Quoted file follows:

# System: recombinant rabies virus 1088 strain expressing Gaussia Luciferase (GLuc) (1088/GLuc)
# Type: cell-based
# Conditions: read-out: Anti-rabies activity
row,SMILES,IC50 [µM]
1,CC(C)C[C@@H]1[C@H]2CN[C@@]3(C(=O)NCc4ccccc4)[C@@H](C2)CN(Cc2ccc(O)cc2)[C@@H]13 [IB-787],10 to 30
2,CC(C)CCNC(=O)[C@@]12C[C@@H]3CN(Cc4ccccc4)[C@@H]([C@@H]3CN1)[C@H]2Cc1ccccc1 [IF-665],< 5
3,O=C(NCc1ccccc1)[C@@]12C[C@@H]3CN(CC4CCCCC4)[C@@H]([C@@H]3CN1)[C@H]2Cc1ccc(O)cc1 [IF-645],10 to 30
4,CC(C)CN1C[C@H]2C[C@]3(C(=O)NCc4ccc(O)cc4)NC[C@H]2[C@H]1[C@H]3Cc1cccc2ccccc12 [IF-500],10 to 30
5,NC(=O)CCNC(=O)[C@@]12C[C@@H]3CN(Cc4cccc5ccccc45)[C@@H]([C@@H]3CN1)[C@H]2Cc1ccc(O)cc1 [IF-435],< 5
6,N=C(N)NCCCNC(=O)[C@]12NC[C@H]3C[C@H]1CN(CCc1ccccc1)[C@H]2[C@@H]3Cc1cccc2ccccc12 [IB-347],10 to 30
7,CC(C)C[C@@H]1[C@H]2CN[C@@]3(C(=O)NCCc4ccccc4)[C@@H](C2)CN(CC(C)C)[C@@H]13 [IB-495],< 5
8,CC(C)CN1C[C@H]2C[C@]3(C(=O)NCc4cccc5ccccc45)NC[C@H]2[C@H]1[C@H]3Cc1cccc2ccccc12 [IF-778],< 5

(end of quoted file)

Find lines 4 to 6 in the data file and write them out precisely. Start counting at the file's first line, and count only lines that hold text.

row,SMILES,IC50 [µM]
1,CC(C)C[C@@H]1[C@H]2CN[C@@]3(C(=O)NCc4ccccc4)[C@@H](C2)CN(Cc2ccc(O)cc2)[C@@H]13 [IB-787],10 to 30
2,CC(C)CCNC(=O)[C@@]12C[C@@H]3CN(Cc4ccccc4)[C@@H]([C@@H]3CN1)[C@H]2Cc1ccccc1 [IF-665],< 5